Who Can Be Heard Coughing At The Start Of Black Sabbath's Sweet Leaf?

Before they eventually got clean, Black Sabbath and drugs were almost as closely linked to each other as peanut butter and jelly. From supposedly spending $75,000 worth of cocaine while recording their 1972 album "Vol. 4" to writing songs about their cocaine use ("Snowblind") and Vietnam War veterans getting hooked on heroin ("Hand of Doom"), the boys from Birmingham, England, weren't shy about indulging in illegal substances or recording songs about them. It was the '70s, after all, and Sabbath was no stranger to controversial lyrical content.

On a much less dangerous note, "Sweet Leaf," the opening track off Sabbath's 1971 album "Master of Reality," was their ode to marijuana, and they made sure to drive that point home with all the subtlety of a sledgehammer to the gut — both through its lyrics and through Tony Iommi's anvil-heavy riffs. There's no doubt that the song is a love letter to weed, a "sweet leaf" that's put down and shut out by the squares of the world, and one that the band loves unconditionally even though it "can't hear." And in case it wasn't obvious enough, the tune begins with the sound of a man coughing repeatedly, looped for a few seconds until the opening riff hits. So who was the person coughing at the start of "Sweet Leaf"?

Tony Iommi might have had a little too much of the 'sweet leaf'

Those coughs you hear in the intro of "Sweet Leaf" do indeed make the song more authentic, and they came from none other than Black Sabbath guitarist Tony Iommi, who, at that time, was sharing a joint with Ozzy Osbourne, as he recalled in his autobiography, "Iron Man: My Journey Through Heaven and Hell with Black Sabbath."  According to the axeman, Osbourne offered him a "bloody big joint" to smoke, and he ended up "coughing [his] head off," with those coughs promptly caught on tape and looped when the time came to record "Sweet Leaf."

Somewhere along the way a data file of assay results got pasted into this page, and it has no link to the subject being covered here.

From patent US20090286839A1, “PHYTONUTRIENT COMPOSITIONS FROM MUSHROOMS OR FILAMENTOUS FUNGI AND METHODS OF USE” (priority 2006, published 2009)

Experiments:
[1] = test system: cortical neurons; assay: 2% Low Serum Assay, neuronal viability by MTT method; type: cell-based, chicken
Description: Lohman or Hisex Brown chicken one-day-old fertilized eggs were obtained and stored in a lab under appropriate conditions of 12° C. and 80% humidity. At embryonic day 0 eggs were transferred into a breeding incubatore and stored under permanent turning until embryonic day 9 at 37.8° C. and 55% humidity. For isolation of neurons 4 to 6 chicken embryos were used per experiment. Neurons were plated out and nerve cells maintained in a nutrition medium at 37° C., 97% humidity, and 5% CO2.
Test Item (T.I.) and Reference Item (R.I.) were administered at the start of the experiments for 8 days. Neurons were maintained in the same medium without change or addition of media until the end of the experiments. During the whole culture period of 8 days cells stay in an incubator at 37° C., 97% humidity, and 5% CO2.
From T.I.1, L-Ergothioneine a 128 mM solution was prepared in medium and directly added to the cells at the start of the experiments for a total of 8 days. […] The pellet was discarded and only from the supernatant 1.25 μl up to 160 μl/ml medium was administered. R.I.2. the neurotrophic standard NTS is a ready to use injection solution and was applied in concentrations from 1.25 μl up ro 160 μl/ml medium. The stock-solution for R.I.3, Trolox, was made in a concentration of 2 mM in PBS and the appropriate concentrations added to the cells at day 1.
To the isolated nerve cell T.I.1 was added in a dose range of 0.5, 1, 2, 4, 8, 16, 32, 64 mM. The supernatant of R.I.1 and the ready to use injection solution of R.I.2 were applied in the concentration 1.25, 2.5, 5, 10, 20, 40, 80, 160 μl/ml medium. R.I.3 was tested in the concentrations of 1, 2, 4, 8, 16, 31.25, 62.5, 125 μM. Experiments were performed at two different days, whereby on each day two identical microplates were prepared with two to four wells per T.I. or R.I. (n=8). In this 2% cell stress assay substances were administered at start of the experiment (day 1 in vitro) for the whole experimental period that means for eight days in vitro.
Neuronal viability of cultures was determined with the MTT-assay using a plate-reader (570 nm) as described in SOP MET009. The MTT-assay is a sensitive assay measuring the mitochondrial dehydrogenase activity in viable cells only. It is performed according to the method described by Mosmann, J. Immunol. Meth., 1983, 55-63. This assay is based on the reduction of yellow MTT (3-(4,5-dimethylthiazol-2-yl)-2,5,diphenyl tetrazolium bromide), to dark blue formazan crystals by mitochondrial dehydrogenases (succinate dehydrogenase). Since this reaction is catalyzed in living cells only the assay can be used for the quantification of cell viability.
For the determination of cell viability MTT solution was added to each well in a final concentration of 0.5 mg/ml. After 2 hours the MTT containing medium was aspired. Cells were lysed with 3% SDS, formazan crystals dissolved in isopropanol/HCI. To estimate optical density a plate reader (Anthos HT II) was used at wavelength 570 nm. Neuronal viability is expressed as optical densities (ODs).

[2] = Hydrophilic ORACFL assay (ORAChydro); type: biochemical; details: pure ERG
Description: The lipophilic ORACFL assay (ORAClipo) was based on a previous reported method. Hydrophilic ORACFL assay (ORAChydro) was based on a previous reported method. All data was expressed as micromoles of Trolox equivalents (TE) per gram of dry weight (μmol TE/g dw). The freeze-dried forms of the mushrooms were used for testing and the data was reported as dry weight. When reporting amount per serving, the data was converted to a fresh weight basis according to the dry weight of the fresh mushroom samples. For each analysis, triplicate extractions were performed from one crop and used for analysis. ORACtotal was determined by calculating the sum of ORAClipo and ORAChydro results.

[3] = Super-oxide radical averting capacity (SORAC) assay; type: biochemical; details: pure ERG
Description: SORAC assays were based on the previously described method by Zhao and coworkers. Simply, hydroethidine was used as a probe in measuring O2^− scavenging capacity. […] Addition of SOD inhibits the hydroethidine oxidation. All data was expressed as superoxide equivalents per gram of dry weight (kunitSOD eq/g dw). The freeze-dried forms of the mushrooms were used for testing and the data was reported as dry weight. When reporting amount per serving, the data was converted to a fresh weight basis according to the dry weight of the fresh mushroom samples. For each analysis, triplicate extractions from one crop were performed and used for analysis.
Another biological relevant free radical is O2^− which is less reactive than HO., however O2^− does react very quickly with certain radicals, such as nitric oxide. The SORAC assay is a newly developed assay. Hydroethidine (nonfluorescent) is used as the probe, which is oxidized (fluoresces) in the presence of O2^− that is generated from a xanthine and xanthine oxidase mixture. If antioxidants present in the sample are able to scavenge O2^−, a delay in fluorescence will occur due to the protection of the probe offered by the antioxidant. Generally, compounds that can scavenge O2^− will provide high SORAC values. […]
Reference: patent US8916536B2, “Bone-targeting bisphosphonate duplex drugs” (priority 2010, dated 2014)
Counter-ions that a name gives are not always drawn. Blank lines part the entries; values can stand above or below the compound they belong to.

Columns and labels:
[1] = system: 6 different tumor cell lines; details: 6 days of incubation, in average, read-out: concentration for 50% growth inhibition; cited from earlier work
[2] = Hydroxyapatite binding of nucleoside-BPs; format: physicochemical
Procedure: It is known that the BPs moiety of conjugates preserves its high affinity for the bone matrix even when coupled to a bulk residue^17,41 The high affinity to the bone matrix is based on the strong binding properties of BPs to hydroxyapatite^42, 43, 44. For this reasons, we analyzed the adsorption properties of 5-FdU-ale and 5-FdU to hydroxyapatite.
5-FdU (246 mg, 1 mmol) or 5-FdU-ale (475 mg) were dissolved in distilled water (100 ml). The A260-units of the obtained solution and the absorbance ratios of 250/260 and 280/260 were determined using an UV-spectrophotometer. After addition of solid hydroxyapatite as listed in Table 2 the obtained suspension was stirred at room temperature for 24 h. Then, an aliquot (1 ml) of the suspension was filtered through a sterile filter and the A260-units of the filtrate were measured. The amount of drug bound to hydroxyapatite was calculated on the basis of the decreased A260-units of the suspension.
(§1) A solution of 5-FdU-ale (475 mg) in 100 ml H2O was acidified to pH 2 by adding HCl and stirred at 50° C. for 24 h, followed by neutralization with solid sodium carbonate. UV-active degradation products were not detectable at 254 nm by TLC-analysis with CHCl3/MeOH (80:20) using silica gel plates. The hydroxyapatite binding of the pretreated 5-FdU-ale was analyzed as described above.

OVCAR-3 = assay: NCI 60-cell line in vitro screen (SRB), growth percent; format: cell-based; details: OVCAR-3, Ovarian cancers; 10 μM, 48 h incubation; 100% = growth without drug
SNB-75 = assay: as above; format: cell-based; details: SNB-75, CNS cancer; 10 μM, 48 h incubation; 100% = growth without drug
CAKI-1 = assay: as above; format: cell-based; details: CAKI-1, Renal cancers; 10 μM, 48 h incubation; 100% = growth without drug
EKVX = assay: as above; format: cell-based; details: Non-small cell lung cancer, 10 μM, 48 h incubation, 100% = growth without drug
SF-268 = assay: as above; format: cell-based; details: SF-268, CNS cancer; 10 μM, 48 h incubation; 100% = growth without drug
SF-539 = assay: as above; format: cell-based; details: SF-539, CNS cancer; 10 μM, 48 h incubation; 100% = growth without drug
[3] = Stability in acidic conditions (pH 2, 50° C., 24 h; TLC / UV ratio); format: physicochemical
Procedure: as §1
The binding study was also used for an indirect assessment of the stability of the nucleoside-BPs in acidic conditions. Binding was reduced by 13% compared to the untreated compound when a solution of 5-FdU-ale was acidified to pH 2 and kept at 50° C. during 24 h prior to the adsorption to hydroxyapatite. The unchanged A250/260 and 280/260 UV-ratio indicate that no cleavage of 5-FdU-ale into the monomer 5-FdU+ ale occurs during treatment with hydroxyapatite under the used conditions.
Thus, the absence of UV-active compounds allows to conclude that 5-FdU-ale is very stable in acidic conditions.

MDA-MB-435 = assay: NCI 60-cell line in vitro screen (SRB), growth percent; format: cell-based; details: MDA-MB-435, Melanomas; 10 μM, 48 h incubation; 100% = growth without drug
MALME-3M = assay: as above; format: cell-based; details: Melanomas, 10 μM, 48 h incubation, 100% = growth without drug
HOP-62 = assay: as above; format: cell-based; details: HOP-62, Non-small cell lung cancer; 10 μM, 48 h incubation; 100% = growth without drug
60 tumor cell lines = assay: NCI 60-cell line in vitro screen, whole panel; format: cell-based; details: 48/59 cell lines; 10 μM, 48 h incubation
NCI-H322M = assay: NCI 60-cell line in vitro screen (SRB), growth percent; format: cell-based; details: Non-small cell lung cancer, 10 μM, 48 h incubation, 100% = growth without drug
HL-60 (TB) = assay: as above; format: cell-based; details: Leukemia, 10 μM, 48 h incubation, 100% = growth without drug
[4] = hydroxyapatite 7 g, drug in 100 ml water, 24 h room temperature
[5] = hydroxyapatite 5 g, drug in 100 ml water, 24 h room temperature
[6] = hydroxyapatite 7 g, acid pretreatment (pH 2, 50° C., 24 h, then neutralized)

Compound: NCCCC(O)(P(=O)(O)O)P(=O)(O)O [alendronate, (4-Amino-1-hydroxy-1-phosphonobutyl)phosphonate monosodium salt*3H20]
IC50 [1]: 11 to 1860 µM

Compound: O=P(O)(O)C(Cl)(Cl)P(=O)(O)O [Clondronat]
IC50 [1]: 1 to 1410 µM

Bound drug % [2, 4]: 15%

Although the popularity of "Sweet Leaf" helped make its title a common slang for marijuana in the years that followed, the inspiration for the title came from something much more legal, yet frowned upon by surgeon generals around the world — a pack of Irish cigarettes (via Songfacts). As the cigarette brand used the slogan "it's the sweet leaf" on its packaging, Black Sabbath thought that the last two words sounded much better as a nickname for marijuana. After that, the entire band worked on the song, apparently borrowing the main riff from Frank Zappa and the Mothers of Invention's 1966 track "Hungry Freaks, Daddy" – which, in a way, makes sense, as pot can give one the munchies.

The rest, as they say, is history — a stoner anthem was born, and it all started with a tape loop of someone actually coughing after taking a hit of some weed.